Thursday, July 26, 2018
Gr. 2 - 5 This is a book of advice to a young arrival at Sleepy Burrows Wombat Sanctuary from one of the older residents. Chance, the voice of experience, explains all about why the sanctuary is necessary and how the wombats are slowly prepared to return to the wild and live on their own. Along the way, he shares plentiful information about wombats, their stages of development, and human impact on their habitats. As advice to an infant wombat, the wording is simple and direct, making it perfect for elementary age readers. The book is also packed with color photos of various wombats from the sanctuary and sidebars on topics like “Burrow Basics” and “Wombat Combat.” Back matter includes a letter from the author, ideas for how to help wombats, and even a quick guide on “How to speak Aussie.” After all, readers may need to know that “chucking a tanty” means throwing a tantrum. The combination of captivating photos and Chance’s humorous narration make the material very approachable and entertaining, even as it informs. Its place as part of a series means that readers may easily find similar books once they enjoy this one. VERDICT - Perfect for middle grade fans of narrative or creative nonfiction, those researching marsupials, and readers interested in animal sanctuaries and rescue efforts.
This review was originally printed on p.100 of the May 2018 issue of School Library Journal.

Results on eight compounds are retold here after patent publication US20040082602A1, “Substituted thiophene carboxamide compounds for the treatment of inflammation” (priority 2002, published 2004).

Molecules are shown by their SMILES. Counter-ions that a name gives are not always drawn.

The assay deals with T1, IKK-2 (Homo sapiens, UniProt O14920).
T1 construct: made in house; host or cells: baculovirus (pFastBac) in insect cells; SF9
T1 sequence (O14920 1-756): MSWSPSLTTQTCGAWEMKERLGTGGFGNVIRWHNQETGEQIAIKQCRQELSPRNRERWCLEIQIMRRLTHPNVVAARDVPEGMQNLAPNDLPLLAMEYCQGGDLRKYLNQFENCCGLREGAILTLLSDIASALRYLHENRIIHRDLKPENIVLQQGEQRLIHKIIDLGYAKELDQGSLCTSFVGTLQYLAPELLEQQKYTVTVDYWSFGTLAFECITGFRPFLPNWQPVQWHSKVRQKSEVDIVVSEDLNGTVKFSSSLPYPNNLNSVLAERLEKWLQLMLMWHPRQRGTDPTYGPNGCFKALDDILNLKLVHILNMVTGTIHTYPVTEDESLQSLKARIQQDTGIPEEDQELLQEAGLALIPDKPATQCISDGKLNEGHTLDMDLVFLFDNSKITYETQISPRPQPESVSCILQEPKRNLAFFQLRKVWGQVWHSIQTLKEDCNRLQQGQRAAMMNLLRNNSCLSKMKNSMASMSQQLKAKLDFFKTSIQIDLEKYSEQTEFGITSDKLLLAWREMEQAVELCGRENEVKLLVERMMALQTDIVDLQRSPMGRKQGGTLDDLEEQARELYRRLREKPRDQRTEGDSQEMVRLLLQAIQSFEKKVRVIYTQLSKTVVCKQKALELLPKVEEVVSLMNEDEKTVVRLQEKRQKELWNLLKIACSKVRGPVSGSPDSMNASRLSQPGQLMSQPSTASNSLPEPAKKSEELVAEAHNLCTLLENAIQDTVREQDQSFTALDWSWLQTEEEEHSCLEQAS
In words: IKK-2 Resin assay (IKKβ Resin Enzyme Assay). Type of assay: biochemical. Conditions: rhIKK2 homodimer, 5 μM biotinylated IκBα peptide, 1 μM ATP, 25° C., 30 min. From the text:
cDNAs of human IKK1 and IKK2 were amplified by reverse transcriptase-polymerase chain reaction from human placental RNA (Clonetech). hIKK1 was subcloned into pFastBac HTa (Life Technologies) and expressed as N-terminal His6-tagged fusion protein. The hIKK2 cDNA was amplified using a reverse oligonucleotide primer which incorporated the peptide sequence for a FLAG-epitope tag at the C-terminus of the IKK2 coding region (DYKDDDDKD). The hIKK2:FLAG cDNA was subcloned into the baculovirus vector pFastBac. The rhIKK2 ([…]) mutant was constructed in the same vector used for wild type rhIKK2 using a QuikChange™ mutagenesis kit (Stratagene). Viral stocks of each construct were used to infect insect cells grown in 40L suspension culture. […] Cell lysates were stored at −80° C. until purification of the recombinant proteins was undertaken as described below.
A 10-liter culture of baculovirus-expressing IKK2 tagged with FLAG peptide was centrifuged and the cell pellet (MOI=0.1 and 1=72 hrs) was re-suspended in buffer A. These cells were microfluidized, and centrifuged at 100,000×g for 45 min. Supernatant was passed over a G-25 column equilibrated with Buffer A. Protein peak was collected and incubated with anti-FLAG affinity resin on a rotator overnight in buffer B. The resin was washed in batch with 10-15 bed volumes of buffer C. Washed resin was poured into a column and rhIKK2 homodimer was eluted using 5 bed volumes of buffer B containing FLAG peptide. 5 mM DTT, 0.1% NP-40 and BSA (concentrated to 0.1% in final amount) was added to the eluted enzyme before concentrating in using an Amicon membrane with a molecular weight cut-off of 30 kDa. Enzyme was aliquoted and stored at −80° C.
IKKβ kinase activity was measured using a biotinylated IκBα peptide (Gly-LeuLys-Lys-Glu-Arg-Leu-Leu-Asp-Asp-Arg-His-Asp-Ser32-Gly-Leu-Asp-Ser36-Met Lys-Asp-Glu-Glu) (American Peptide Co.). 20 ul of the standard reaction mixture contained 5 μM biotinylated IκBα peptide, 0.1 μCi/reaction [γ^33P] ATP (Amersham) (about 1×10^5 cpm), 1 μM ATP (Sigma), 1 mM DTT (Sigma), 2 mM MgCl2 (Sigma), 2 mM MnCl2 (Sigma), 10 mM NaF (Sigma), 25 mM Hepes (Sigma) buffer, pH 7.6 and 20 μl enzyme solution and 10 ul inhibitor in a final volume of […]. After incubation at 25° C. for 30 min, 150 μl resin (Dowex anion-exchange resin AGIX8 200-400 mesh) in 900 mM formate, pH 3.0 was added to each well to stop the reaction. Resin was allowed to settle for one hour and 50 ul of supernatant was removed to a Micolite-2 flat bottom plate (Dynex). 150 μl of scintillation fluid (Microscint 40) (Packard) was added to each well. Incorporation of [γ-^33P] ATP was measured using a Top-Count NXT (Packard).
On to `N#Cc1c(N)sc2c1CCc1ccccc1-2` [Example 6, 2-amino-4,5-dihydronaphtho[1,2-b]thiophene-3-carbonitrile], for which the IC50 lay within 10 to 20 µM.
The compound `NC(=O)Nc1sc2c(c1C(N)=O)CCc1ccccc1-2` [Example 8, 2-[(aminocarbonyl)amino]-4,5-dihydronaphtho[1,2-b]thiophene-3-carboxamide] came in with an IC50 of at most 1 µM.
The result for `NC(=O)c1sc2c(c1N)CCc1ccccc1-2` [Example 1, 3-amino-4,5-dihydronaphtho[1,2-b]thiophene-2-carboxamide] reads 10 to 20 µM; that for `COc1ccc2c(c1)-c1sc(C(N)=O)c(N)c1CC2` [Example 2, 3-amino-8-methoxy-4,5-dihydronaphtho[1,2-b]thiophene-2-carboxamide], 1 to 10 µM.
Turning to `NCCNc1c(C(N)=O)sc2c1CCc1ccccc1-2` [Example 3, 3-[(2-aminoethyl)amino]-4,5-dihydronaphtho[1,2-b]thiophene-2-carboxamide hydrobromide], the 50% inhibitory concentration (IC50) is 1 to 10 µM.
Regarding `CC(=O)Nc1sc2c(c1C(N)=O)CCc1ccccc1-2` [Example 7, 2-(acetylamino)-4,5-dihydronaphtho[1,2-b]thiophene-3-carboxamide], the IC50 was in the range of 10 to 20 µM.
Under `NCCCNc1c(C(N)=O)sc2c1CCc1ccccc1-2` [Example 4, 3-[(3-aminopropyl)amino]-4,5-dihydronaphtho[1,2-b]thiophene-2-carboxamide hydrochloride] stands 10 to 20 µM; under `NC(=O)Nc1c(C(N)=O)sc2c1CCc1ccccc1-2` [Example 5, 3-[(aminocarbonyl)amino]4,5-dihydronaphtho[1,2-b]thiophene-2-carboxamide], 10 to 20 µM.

Gr. PreK - 2 This is the first picture book in the Girls Who Code collection and features a foreword by founder Reshma Saujani. Pearl’s attempts to build a sandcastle have met with one disaster after another, but she tries again using code and some help from her robot Pascal. Employing loops, if-then-else conditions, and sequences, can the pair succeed? Josh Funk includes tongue-in-cheek computer references including the names of Pearl and Pascal, which also are names of programming languages. Illustrator Sara Palacios joins in the fun depicting loops with the words wrapping around a swim float or following the course of a moat around the sandcastle. This creative pair have taken a common childhood problem and used it to explain how coding works. They show everything from breaking a problem into smaller pieces to building on existing code. “Pearl and Pascal’s Guide to Coding” follows the story and explains the programming terms in more detail. Readers will enjoy the story even if they have never worked with code before and may find themselves curious about other uses for coding. A good addition to school libraries and computer labs. VERDICT: An excellent age-appropriate introduction to the world of coding. Highly recommended.
This review was originally printed on p.116 of the May 2018 issue of School Library Journal.